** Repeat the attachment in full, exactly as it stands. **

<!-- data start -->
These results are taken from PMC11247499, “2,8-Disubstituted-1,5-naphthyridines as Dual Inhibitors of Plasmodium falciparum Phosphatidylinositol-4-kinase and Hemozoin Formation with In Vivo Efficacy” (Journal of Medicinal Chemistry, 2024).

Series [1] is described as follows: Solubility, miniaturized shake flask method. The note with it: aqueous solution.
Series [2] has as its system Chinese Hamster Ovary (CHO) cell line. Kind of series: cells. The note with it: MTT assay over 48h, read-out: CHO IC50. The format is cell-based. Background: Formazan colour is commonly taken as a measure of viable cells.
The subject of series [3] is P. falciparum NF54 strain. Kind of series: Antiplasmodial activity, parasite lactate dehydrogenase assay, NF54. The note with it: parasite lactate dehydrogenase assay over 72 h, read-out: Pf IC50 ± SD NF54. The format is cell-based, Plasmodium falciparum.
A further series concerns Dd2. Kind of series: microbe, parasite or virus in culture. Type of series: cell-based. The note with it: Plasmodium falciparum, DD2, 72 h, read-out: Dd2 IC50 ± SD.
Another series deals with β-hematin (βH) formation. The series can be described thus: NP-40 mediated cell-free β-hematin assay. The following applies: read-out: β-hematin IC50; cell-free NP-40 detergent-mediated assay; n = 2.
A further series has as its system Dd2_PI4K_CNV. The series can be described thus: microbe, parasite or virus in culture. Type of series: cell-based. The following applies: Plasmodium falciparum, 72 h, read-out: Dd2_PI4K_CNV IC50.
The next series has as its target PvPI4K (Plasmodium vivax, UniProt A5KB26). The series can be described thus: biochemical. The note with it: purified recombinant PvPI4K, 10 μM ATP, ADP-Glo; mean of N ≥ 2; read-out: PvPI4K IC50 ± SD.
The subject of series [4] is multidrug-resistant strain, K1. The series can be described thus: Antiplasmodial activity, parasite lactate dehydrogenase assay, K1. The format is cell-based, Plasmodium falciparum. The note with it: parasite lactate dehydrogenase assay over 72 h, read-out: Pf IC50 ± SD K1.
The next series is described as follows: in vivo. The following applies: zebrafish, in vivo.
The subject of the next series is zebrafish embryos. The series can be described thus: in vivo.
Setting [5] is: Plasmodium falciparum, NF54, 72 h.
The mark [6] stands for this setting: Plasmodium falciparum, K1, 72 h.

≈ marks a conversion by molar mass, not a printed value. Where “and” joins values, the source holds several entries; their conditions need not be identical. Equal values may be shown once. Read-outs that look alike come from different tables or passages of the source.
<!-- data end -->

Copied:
These results are taken from PMC11247499, “2,8-Disubstituted-1,5-naphthyridines as Dual Inhibitors of Plasmodium falciparum Phosphatidylinositol-4-kinase and Hemozoin Formation with In Vivo Efficacy” (Journal of Medicinal Chemistry, 2024).

Series [1] is described as follows: Solubility, miniaturized shake flask method. The note with it: aqueous solution.
Series [2] has as its system Chinese Hamster Ovary (CHO) cell line. Kind of series: cells. The note with it: MTT assay over 48h, read-out: CHO IC50. The format is cell-based. Background: Formazan colour is commonly taken as a measure of viable cells.
The subject of series [3] is P. falciparum NF54 strain. Kind of series: Antiplasmodial activity, parasite lactate dehydrogenase assay, NF54. The note with it: parasite lactate dehydrogenase assay over 72 h, read-out: Pf IC50 ± SD NF54. The format is cell-based, Plasmodium falciparum.
A further series concerns Dd2. Kind of series: microbe, parasite or virus in culture. Type of series: cell-based. The note with it: Plasmodium falciparum, DD2, 72 h, read-out: Dd2 IC50 ± SD.
Another series deals with β-hematin (βH) formation. The series can be described thus: NP-40 mediated cell-free β-hematin assay. The following applies: read-out: β-hematin IC50; cell-free NP-40 detergent-mediated assay; n = 2.
A further series has as its system Dd2_PI4K_CNV. The series can be described thus: microbe, parasite or virus in culture. Type of series: cell-based. The following applies: Plasmodium falciparum, 72 h, read-out: Dd2_PI4K_CNV IC50.
The next series has as its target PvPI4K (Plasmodium vivax, UniProt A5KB26). The series can be described thus: biochemical. The note with it: purified recombinant PvPI4K, 10 μM ATP, ADP-Glo; mean of N ≥ 2; read-out: PvPI4K IC50 ± SD.
The subject of series [4] is multidrug-resistant strain, K1. The series can be described thus: Antiplasmodial activity, parasite lactate dehydrogenase assay, K1. The format is cell-based, Plasmodium falciparum. The note with it: parasite lactate dehydrogenase assay over 72 h, read-out: Pf IC50 ± SD K1.
The next series is described as follows: in vivo. The following applies: zebrafish, in vivo.
The subject of the next series is zebrafish embryos. The series can be described thus: in vivo.
Setting [5] is: Plasmodium falciparum, NF54, 72 h.
The mark [6] stands for this setting: Plasmodium falciparum, K1, 72 h.

≈ marks a conversion by molar mass, not a printed value. Where “and” joins values, the source holds several entries; their conditions need not be identical. Equal values may be shown once. Read-outs that look alike come from different tables or passages of the source.